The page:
Philly to open 3 youth resource centers in effort to stem gun violence
At-large Councilmember Katherine Gilmore Richardson, the main sponsor of the legislation to change the city’s curfew laws, said Philadelphia youth are “desperate for investment.”
Philadelphia City Councilmember Katherine Gilmore Richardson speaks during a news conference at Philadelphia City Hall on Thursday, 8/5/21 (Philadelphia Tribune photo).
By Michael D’Onofrio
PHILADELPHIA — The city is aiming to open a trio of new community evening resource centers for at-risk youth by the year’s end to help address the surge in gun violence.
The centers are expected to operate between 7 p.m. and 2 a.m. every day of the week, Human Services Commissioner Kimberly Ali said on Thursday during a news conference outside City Hall.
The push to establish the centers coincides to the city’s evening curfew law for minors. When enforcing the curfew law, cops will be able to take children to the resource centers or their homes, rather than a police station.
Police Commissioner Danielle Outlaw put her support behind the resource centers and changes to the curfew law, which she said were consistent with the city’s efforts to reduce exposing children to the criminal justice system for relatively minor issues.
Outlaw stressed that officers will continue to enforce curfew laws.
The Kenney administration is offering city contracts for organizations to operate the three centers for $650,000 each within certain police districts:
East: 24th, 25th and 26th Police Districts.
Southwest: 12th, 16th, 18th and 19th Police Districts.
South: 1st, 3rd and 17th Police Districts.
“We support any and all efforts that help our kids — our children — learn from their mistakes while putting them on a path to success,” the police commissioner said.
The resource centers are expected to open by mid-November, Ali said. The city contracts are for one year. The centers will offer programming and other services to children, like anger management services.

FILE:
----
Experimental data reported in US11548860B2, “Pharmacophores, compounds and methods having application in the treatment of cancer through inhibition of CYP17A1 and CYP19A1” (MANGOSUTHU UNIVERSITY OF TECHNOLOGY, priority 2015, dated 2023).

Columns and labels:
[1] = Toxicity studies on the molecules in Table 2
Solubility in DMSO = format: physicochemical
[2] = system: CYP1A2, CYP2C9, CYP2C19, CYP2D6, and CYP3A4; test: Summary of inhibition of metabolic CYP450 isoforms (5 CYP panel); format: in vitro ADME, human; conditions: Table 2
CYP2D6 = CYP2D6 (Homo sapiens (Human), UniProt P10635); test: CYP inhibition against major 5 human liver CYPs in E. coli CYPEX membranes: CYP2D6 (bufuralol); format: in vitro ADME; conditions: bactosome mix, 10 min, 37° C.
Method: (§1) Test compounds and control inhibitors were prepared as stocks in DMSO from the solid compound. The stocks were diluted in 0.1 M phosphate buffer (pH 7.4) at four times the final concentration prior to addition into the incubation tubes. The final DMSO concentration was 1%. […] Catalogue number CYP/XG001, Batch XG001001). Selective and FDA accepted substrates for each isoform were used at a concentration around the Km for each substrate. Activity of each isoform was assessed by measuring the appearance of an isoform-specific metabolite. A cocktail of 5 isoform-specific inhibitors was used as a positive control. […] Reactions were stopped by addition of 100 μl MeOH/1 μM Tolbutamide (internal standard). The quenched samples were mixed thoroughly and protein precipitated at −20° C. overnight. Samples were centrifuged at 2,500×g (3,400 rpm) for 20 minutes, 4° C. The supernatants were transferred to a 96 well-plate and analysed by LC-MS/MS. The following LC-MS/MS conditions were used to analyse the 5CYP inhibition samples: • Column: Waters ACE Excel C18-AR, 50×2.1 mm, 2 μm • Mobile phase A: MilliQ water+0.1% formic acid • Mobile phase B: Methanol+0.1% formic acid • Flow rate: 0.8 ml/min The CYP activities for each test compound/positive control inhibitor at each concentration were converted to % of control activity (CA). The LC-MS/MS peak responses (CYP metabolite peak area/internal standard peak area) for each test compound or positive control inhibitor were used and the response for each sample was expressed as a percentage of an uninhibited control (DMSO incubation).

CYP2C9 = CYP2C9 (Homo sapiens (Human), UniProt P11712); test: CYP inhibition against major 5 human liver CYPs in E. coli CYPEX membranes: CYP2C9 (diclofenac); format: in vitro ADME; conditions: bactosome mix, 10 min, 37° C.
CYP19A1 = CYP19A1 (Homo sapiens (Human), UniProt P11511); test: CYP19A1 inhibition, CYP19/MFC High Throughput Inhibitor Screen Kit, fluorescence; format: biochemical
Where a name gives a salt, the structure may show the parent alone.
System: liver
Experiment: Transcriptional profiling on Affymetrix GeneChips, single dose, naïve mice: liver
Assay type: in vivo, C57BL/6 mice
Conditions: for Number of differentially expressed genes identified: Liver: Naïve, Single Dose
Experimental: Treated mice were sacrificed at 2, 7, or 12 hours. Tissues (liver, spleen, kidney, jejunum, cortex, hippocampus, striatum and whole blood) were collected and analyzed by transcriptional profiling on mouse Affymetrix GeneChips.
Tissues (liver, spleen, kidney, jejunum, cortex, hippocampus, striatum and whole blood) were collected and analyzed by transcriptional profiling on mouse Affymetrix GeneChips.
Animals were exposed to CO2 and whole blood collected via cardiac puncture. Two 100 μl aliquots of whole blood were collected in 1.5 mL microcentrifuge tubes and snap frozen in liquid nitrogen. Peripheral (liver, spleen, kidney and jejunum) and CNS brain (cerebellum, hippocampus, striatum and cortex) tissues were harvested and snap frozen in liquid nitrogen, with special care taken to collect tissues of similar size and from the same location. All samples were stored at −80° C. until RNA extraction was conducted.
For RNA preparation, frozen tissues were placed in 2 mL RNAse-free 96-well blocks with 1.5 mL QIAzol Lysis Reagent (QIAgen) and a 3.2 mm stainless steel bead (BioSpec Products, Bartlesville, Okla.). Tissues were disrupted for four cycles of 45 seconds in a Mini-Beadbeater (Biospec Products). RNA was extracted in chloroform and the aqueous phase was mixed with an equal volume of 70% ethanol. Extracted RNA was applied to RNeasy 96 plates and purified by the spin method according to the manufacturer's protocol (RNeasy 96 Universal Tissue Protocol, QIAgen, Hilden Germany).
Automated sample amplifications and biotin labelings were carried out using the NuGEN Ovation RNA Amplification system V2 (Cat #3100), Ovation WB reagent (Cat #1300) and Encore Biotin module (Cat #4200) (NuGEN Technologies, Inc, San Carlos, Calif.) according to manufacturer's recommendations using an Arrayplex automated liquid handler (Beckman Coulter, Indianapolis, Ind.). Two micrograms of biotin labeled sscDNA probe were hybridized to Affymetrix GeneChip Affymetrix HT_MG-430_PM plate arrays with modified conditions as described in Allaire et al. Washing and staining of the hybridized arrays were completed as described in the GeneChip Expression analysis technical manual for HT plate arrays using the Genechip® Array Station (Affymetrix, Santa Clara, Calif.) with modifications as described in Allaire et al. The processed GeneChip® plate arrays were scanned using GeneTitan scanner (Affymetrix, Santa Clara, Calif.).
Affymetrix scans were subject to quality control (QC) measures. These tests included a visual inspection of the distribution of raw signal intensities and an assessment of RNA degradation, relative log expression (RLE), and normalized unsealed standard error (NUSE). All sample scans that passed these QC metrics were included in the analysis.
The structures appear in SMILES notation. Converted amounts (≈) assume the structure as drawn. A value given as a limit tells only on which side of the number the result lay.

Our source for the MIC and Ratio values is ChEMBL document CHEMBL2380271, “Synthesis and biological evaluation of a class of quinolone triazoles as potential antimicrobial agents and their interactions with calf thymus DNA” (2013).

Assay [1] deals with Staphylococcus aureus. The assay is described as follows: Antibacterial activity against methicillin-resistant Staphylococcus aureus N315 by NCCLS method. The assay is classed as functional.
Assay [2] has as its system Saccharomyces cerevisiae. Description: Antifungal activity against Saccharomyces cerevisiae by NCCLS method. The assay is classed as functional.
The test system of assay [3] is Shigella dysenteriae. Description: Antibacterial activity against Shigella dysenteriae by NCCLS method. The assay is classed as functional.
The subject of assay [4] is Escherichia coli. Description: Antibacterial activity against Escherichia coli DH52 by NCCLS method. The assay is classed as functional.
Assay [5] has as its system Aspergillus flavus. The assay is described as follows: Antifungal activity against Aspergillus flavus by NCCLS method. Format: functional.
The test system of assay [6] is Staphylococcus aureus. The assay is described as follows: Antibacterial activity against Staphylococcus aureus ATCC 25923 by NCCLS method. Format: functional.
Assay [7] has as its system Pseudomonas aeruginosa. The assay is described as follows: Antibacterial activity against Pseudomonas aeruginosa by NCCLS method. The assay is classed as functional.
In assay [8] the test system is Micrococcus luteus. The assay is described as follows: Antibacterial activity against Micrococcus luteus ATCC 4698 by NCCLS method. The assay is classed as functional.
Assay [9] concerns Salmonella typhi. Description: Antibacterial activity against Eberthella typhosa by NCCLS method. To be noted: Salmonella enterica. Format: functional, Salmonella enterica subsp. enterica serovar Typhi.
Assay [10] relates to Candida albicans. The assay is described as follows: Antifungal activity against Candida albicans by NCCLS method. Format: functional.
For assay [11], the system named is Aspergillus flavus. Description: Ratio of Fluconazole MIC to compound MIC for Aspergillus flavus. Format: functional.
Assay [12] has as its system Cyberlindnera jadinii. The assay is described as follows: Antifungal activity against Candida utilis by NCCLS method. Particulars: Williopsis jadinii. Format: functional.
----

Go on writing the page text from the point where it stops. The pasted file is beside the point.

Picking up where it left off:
At-large Councilmember Katherine Gilmore Richardson, the main sponsor of the legislation to change the city’s curfew laws, said Philadelphia youth were “desperate for investment.”
“We need to not only create spaces for young people to be able to recreate and engage positively, but we also need to have safety nets so that young people, who may be showing signs of trauma or challenges at home, are connected to community-based and trusted resources that can help them better address their needs,” Richardson said.
The resource centers were part of the city’s effort to reduce gun violence, Richardson added.
The number of killings reached 322 Thursday, up 25 percent compared to the same time last year, according to the police department’s online database.
African Americans are disproportionately the victims of violence in Philadelphia, accounting for 82% of homicide victims and 85.5% of shooting victims as of Wednesday, according to police data.
Ali said the long-term goal is to expand the program to six resource centers throughout the city.
Michael D’Onofrio is a reporter for the Philadelphia Tribune, where this story first appeared.
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